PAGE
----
The UK has witnessed the wettest February on record after three massive storms battered the country, it was reported.

In an announcement on Saturday, the Met Office said the UK average of 202.1 mm fell in February, surpassing the same month in 1990 when 193.4 mm fell, reports the Metro newspaper.

The news comes as storm Jorge brings heavy downpours, gales of up to 70 mph and snow, wreaking havoc on areas already hit earlier this month.

The Environment Agency has revealed that 127,000 properties have been protected by flood defenses this winter.

Some 15 rivers in the Midlands, Yorkshire, and Lancashire have also recorded their highest levels on record.

Weather-related disasters are exponentially increasing
Representational Image

Left without power supply

Thousands of homes were left without power in Ireland on Saturday, while police in South Wales declared a temporary 'critical incident' earlier in the day.

There were six yellow weather warnings for rain, wind, and snow in force across the country on Saturday morning, stretching from Cornwall to the north of Scotland and across to Northern Ireland.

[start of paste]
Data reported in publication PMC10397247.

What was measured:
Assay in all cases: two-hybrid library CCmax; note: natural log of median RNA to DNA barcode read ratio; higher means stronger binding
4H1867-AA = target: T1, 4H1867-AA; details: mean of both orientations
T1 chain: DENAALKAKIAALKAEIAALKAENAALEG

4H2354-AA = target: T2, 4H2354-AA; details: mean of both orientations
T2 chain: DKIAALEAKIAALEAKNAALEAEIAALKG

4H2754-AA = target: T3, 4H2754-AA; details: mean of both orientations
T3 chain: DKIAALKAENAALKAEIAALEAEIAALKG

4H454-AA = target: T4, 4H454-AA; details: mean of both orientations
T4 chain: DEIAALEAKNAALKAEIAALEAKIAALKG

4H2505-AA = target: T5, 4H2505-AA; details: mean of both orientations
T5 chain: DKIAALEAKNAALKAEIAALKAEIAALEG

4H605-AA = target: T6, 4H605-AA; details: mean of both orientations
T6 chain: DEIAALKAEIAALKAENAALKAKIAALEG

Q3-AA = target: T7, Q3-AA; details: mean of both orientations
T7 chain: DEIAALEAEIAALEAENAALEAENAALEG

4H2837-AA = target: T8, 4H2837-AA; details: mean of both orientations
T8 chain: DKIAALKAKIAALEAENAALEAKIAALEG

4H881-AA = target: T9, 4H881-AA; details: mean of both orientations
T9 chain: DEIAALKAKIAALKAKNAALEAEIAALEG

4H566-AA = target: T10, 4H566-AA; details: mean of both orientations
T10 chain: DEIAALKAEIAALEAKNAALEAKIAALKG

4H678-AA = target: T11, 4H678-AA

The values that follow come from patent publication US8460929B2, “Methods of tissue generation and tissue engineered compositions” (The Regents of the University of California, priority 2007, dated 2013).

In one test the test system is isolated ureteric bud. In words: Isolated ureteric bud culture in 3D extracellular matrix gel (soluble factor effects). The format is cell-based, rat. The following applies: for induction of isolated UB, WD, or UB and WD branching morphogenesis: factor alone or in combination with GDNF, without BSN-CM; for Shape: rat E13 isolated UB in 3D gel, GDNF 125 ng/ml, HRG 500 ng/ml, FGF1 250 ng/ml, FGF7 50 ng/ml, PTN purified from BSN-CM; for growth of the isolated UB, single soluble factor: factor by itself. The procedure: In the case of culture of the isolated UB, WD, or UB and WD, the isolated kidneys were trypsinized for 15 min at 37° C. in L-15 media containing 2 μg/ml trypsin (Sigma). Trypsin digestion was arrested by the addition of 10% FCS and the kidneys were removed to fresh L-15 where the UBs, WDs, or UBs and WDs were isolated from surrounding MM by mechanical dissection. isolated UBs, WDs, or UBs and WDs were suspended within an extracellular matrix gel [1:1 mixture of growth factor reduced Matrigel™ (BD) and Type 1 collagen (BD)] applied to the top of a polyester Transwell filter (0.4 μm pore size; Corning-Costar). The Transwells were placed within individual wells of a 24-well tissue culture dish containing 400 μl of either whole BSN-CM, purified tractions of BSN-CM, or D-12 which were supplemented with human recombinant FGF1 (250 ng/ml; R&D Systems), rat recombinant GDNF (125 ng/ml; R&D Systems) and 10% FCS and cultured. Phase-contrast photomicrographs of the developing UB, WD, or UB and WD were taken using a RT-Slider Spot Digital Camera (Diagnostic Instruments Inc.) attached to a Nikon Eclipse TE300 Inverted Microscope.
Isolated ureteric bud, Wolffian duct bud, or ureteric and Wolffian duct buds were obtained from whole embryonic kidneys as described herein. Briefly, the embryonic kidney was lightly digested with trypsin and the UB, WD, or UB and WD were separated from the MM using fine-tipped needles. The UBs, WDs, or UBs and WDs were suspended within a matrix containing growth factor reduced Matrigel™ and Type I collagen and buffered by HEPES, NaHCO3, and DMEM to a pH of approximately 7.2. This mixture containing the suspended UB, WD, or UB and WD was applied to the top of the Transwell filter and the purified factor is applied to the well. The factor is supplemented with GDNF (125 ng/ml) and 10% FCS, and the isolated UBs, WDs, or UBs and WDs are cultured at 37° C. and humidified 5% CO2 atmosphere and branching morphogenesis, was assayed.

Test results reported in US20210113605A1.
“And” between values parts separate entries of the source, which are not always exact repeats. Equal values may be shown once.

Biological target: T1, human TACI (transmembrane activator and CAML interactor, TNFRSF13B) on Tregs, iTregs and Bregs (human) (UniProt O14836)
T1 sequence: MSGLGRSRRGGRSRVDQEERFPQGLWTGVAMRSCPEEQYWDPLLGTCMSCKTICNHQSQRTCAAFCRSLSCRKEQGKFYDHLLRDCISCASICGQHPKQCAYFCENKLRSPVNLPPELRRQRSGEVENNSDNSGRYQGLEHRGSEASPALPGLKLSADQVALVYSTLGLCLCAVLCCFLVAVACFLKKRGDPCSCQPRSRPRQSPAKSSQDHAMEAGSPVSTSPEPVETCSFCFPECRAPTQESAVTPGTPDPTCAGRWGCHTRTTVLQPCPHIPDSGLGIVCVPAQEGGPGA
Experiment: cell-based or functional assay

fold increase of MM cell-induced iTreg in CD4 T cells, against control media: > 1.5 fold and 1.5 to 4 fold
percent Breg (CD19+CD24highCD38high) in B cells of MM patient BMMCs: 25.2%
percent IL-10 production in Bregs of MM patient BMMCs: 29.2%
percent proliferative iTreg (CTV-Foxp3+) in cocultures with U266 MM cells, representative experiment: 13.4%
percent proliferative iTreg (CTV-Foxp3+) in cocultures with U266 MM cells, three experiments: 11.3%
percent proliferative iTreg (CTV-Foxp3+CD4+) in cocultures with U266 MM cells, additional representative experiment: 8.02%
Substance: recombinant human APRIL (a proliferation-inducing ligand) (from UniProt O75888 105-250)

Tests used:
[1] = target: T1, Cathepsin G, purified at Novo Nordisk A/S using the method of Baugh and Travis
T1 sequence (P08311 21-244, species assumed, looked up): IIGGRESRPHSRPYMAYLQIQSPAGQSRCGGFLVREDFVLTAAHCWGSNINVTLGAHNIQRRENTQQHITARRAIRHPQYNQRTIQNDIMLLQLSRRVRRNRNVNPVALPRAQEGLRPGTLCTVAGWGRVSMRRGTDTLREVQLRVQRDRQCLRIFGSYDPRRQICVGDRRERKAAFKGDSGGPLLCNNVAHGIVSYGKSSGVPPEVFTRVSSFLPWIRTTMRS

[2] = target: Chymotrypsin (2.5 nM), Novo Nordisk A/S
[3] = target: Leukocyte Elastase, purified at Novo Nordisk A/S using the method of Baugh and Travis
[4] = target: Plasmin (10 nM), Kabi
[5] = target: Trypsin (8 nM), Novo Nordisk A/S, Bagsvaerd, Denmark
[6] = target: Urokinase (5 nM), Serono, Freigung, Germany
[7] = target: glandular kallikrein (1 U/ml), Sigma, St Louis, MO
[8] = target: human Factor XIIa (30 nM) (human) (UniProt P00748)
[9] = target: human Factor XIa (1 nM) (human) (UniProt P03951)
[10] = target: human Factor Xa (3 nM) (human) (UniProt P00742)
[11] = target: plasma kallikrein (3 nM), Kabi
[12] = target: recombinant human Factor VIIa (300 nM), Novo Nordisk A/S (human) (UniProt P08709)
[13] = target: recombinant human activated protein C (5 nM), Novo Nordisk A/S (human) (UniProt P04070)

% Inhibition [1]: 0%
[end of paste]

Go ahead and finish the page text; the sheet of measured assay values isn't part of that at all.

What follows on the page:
The rain has since eased, but wind warnings remain in place until Sunday, with the potential of power cuts and transport delays, as well as large waves in coastal areas, the Metro newspaper quoted the Met Office as saying.

The wind warnings were issued across much of England and Wales and were extended until Sunday afternoon in Northern Ireland, southern Scotland and northern England.

The Environment Agency has warned the country needs to brace itself for "more frequent periods of extreme weather like this" due to climate change.

Storm Jorge is the fifth storm to hit the UK since December 6, 2019, and third in February.